Who would have thought 14 million viewers would tune in to NBC’s broadcast of the Betty White Special celebrating her 90th birthday. The endearing “Golden Girl” was feted by some of the most popular stars of the day, as well as the President of the United States.
It was suggested to me that older women perhaps are finally coming into their own. Actress Cloris Leachman was 82 when she danced the light fantastic on “Dancing With the Stars.” Barbara Walters continues to land the big interviews for her TV specials, still appears daily on “The View” while also hosting a satellite radio talk show. She’s in her 80’s and had open-heart surgery not long ago. Diane Sawyer, who anchors ABC’s “World News Tonight,” is nearing 70. Lesley Stahl, long time co-host of “60 Minutes,” is already 70. This all sounds pretty good considering the fact women in television were warned in the 1970’s, by men of course, that their careers would be over after they turned 40.
Betty White can attract an audience because people love her. She’s warm and funny and a little raunchy. The other women I mentioned are exceptional at their jobs. Does that mean elderly females are gaining acceptance in our society? Absolutely not. They are the least of us as a people.
Older women in America say they feel invisible. Ordinary people don’t respect them; men don’t seek their company, no body cares about their opinions. Their children are grown and gone. They are often widowed or divorced and living alone on meager incomes. In fact, they are among the poorest in the population. They suffer with the ailments of old age. They are fearful of being attacked. They slowly and quietly await death. There is nothing else to look forward to.
Old ladies long for the days gone by when men turned their heads to steal a glance at them. Then, their bodies were firm and curvaceous; their hair thick and lustrous; their faces smooth and free from imperfections.
How do I know, you ask? Because I am a septuagenarian. But like many of us at this age I am an exception, too. I have a full-time job. I teach college journalism. One of the courses I am now teaching is reporting on diverse and minority groups. Among those, is the aged. I told my senior and graduate students I was going to write a piece for CNN about older women. I went to the whiteboard with a marker and wrote down their answers to my question: “When you think of old women, what comes to mind?”
The answers from the twenty-something’s were what I expected. Here are just a few: “Wrinkles, whiskers on their face, too much makeup, smelly, tacky clothes, ugly shoes, walkers, lonely, repeat themselves, lots of cats, hot flashes, shrinking bodies, go to the bathroom all the time, knick knacks, don’t have sex, always complaining.”
If that’s what young people think of older women, is there any wonder they don’t want to spend time with them or respect them?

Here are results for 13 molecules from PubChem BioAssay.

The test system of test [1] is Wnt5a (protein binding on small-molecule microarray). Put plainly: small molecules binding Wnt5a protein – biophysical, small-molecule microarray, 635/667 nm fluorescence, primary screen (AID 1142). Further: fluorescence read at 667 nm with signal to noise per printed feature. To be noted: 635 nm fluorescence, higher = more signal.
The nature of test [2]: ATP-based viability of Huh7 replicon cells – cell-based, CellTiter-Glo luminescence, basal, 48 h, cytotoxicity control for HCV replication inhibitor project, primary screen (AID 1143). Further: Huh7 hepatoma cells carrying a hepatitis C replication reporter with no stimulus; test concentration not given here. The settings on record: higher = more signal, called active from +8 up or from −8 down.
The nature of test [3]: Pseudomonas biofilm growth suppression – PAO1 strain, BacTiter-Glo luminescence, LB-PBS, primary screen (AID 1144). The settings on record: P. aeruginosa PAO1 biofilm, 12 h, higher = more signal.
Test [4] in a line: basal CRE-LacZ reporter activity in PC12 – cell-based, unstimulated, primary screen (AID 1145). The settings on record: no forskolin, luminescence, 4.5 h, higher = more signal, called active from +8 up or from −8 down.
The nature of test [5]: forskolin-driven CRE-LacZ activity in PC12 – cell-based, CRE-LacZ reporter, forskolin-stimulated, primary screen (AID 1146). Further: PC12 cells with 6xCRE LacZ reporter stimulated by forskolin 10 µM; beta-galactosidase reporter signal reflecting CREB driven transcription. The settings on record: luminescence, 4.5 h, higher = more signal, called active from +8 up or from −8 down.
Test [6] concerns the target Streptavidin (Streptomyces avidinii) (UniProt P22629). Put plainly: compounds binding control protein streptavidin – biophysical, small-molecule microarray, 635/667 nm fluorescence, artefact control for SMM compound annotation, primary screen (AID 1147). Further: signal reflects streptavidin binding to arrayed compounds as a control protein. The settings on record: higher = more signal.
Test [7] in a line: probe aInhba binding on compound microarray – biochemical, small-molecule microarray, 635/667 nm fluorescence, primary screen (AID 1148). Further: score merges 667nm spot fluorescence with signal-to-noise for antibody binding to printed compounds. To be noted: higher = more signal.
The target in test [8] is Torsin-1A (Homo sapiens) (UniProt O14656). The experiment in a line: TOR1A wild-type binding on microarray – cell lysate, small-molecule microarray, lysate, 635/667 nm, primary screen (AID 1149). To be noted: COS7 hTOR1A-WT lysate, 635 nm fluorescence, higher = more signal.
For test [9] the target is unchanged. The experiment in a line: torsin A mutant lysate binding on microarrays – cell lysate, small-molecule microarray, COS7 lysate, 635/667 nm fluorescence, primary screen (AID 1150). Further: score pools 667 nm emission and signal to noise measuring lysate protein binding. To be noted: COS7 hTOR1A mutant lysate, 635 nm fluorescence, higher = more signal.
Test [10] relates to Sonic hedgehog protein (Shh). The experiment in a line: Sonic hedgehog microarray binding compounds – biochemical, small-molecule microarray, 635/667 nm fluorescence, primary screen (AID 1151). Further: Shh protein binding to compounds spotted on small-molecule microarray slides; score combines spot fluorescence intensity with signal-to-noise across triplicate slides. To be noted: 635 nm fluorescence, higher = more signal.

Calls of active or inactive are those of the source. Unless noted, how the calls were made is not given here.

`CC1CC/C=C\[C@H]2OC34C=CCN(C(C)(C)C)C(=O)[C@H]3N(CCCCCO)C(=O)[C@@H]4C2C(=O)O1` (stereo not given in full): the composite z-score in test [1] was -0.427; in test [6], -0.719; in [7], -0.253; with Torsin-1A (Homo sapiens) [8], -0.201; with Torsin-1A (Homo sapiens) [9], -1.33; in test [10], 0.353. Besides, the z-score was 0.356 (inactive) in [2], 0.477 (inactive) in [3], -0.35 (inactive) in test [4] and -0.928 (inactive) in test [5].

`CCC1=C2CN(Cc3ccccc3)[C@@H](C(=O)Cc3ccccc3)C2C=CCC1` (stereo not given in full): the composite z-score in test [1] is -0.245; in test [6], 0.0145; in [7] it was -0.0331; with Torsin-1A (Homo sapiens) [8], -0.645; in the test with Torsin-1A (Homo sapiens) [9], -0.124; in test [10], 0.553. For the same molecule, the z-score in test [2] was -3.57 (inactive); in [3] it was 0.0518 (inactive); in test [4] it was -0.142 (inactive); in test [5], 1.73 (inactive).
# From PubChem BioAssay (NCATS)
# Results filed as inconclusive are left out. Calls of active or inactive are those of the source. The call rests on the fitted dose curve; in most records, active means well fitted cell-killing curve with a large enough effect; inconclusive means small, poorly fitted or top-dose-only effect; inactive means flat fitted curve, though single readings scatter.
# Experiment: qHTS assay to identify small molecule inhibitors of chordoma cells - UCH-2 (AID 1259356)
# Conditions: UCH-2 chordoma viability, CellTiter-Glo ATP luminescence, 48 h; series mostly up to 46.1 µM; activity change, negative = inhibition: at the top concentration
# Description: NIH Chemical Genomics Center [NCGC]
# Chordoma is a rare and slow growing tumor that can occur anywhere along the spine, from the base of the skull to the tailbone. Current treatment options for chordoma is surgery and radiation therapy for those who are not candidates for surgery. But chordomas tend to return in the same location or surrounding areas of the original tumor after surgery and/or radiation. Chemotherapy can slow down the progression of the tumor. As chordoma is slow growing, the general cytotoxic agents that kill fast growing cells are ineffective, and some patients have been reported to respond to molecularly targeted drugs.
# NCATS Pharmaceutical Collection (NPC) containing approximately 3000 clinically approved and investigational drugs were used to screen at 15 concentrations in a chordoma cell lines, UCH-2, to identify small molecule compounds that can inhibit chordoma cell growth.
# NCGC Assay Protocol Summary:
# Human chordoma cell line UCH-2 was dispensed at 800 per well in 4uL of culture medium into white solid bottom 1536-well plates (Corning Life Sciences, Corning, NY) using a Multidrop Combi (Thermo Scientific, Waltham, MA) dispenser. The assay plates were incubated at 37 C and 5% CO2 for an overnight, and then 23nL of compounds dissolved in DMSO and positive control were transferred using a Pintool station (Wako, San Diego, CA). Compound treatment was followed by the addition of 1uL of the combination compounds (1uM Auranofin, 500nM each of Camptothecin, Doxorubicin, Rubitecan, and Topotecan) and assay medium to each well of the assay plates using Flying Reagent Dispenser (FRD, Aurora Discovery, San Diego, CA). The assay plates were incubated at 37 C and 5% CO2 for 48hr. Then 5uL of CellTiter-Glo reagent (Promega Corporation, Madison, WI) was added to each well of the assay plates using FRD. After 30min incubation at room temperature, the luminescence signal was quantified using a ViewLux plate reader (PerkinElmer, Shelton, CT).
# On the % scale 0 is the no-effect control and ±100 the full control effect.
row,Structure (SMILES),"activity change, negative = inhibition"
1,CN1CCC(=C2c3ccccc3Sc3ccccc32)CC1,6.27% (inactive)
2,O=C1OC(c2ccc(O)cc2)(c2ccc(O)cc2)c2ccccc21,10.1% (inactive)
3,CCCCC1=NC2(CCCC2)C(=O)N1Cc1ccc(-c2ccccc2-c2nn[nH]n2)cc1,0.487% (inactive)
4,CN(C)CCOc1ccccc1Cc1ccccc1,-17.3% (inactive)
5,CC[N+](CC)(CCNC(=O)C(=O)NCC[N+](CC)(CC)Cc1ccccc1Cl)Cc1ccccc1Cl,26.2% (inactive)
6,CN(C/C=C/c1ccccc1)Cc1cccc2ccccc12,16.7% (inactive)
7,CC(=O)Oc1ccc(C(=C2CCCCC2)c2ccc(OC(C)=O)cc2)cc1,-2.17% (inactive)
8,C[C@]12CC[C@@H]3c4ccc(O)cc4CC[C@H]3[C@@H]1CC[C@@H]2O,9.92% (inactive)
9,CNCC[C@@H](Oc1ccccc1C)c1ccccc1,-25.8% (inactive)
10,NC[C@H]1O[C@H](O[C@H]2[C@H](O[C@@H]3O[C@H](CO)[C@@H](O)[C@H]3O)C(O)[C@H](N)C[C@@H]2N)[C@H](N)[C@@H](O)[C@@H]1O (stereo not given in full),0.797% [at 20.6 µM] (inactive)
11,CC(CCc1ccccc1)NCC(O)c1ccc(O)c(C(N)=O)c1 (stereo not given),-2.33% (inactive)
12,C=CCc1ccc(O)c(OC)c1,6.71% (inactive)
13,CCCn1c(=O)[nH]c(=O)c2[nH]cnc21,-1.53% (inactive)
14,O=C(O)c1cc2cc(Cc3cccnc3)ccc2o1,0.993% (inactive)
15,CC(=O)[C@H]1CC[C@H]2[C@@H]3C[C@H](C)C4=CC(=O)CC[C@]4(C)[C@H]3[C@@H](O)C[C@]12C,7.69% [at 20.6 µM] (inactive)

I have international students from India, China and Nigeria, who said that in their countries, young people had to bow and even kiss the feet of their elderly relatives. The women, they said, are always consulted for advice because they are viewed as wise in the ways of the world. People listen to what they have to say.
My sister passed away last summer at age 78. She lived in California so I didn’t see her often. She was Exhibit A, I’m sorry to say, of the plight of older women. She was a widow and never got over the death of her husband. She became clinically depressed. She lived alone with her four cats and lamented that her children and grandchildren, who lived nearby, didn’t call or visit. She “let herself go” and often needed money. I remember her telling me how rude people were to her and how a teenage girl pushed her out of the way and snarled, “Move it, grandma. You’re in the way.” My sister was so unhappy death was probably a blessing.
Our outlooks on age were vastly different. While she succumbed to it I have been fighting it all my life. As a broadcast journalist I had to work hard, sound good, and look good. I watched my weight and struggled to manage stress. I even had plastic surgery when the chin and eyes began to sag on camera.
Now that I am teaching, I am trying to change young people’s perception of what it is to be an older woman. I don’t leave the house without being dressed appropriately and made up with hair groomed. I laugh heartily at my students’ jokes and the YouTube videos they want me to see. I seek out fun and look for all the little joys in life like popcorn and Junior Mints at the movies. I try not to complain about every ache and pain that strikes. I mentor my students and now they seek me out for advice on matters professional and private.
I think there are growing numbers of older women of my generation who are turning outward instead of inward and showing society that we have value, wisdom, and a love of life. Maybe we will make the difference and achieve what has eluded elderly females for way too long: R-E-S-P-E-C-T.